Home LATEST NEWS Libyan court restores son Gaddafi’s presidential candidacy

Libyan court restores son Gaddafi’s presidential candidacy


The information, reported by several Libyan media, was confirmed by theAFP with the entourage of the candidate, who had appealed earlier in the day before this court against the decision of the Electoral Authority to reject his candidacy for non-compliance with the provisions of the law.

It is first of all a victory for justice, and then that of the will of the people., welcomed his lawyer Khaled al-Zaydi, after the hearing.

Seif al-Islam Gadhafi, 49, was sentenced to death in 2015 after a hasty trial, before being granted an amnesty. Disappeared from public life, he submitted his candidacy in mid-November, relying on the support of those nostalgic for the old regime, disappointed by an endless political transition against a backdrop of chaos.

The court decision gave rise on Thursday to scenes of jubilation in front of the court in Sebha, a semi-desert town located some 650 kilometers south of Tripoli, where dozens of the candidate’s supporters were gathered, according to media images.

It comes after a series of incidents which for several days prevented Gaddafi’s son from appealing the rejection of his candidacy, announced on November 24.

Supporters of eastern strongman Khalifa Haftar, himself a candidate, blocked access to the court for a week, prompting great concern within the interim government, but also at the United Nations (UN).

These armed men finally withdrew from the perimeter of the court on Thursday, allowing the three magistrates and the lawyer for Seif al-Islam to enter the building.

The electoral process is killing three birds with one stone: discrediting theUN, Libyan justice and the elections.

A quote from Emadeddin Badi, expert at the Global Initiative based in Geneva

Elections amid tensions

The culmination of a laborious process sponsored by theUN, the presidential election of December 24, and the legislative elections scheduled a month later, are supposed to turn the page on a decade of conflict since the fall in 2011 of the regime of Muammar Gaddafi, killed during a popular revolt.

If Libya is engaged in the home stretch of the presidential election, crucial for the future of this North African country, the persistence of disagreements between rival camps and tensions on the ground cast doubt on its holding.

UN Secretary-General Antonio Guterres stressed on Wednesday that the elections should not be part of the problem, while the President of the Security Council considered that the conditions were not met for a democratic election.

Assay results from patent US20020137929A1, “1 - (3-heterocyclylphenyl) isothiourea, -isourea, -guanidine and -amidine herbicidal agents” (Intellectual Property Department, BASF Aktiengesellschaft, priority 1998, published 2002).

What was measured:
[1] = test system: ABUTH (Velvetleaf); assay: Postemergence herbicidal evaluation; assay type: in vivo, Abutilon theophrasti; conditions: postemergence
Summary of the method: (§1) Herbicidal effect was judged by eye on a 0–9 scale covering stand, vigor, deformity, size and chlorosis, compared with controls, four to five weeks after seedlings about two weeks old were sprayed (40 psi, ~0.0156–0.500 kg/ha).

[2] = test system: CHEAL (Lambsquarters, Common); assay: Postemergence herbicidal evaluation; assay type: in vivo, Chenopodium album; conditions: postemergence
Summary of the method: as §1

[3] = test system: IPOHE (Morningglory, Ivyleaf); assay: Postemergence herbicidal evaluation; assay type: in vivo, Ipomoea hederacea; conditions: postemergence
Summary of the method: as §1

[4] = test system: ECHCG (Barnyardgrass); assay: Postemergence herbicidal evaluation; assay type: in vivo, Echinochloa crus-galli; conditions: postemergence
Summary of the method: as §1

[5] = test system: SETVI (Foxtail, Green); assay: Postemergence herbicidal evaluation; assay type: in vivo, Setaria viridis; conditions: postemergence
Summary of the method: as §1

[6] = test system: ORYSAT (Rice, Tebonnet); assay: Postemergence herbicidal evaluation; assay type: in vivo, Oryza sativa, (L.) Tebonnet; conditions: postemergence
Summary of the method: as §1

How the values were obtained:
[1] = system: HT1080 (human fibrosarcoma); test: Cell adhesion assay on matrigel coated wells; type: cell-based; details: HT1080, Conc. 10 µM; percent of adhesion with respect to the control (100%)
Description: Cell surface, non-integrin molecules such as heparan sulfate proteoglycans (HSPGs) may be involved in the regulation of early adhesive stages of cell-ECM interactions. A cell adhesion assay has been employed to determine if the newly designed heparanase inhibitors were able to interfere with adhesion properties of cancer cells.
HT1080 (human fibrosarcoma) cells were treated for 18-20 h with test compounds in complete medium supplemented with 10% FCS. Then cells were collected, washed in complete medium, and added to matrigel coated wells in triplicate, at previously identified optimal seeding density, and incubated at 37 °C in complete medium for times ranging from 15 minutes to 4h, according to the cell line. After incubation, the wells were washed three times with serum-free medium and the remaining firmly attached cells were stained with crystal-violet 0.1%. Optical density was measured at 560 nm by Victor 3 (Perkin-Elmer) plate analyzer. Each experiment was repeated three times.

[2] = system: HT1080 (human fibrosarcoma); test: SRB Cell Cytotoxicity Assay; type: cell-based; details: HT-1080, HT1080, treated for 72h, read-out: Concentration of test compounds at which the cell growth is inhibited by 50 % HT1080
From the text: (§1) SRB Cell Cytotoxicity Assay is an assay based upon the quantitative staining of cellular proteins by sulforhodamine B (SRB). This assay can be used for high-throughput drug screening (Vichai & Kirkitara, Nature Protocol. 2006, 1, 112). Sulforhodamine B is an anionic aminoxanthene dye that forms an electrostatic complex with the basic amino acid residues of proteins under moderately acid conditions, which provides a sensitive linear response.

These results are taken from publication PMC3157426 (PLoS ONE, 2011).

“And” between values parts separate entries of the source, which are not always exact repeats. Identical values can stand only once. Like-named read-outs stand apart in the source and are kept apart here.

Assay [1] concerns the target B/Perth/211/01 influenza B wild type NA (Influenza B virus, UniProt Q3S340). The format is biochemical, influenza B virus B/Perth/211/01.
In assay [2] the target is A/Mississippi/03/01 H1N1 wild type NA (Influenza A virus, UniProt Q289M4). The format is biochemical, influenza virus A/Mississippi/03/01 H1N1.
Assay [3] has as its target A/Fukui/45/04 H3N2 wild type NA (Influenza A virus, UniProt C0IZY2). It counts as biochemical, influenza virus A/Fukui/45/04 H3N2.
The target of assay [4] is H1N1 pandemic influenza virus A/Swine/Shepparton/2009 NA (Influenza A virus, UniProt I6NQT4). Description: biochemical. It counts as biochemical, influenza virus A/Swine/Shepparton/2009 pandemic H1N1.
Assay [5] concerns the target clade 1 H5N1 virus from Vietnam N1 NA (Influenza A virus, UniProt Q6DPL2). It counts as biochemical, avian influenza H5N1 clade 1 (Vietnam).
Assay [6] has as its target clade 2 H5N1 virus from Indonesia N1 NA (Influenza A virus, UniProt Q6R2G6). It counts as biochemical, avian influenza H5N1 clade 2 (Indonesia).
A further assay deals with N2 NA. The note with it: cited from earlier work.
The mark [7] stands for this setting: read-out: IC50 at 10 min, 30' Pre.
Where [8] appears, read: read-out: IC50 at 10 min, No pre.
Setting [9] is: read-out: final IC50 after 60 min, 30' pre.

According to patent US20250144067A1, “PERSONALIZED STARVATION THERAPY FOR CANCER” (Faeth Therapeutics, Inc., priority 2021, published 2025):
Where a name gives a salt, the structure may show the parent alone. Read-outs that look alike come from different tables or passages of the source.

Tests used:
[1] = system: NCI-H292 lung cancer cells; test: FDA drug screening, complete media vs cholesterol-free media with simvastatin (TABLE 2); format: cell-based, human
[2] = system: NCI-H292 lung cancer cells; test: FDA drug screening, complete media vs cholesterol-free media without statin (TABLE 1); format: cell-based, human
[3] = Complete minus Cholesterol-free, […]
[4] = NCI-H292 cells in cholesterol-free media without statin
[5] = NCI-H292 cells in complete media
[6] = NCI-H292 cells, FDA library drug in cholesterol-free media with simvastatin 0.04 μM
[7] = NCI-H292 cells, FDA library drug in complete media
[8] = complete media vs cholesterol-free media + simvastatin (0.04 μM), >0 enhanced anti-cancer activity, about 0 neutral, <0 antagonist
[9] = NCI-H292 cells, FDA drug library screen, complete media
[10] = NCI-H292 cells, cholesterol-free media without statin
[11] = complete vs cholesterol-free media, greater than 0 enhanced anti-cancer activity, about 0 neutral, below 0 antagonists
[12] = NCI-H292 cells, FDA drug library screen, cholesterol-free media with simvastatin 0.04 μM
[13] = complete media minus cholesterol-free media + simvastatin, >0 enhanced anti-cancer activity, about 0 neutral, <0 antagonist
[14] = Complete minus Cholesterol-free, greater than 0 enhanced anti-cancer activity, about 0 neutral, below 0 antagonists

Tensions have been increasing for several weeks: at the end of September, the Parliament based in Tobruk (East) voted a motion of censure against the interim executive, responsible for leading the country towards the elections, taking the risk of torpedoing the process.

For the international community, the holding of the presidential and legislative elections is essential to pacify the country which has the most abundant oil reserves in Africa.

Among the most prominent presidential candidates are the head of the interim government, Abdelhamid Dbeibah, Marshal Khalifa Haftar, who de facto controls eastern and part of southern Libya, as well as the influential ex-minister of Libya. Interior, Fathi Bachagha.

Seif al-Islam, him, represents a group nostalgic for the reign of his father. Those who toppled the old regime clearly want to prevent him from running and he is wanted by the International Criminal Court, said Thursday at theAFP Amanda Kadlec, former member of theUN on Libya.

While waiting for the poll, some 2.4 million Libyans have recovered their voting cards, out of a population of 7 million, according to the electoral commission. Not without hitches: on social networks, some claimed not to have found their cards, recovered, according to them, by others, fueling suspicions of fraud.

The electoral commission said more than 2,300 voter cards were stolen from five polling stations by armed men in the west, notably in Tripoli. These thefts took place on Wednesday, the day marking the end of the delivery of voter cards in the polling stations.

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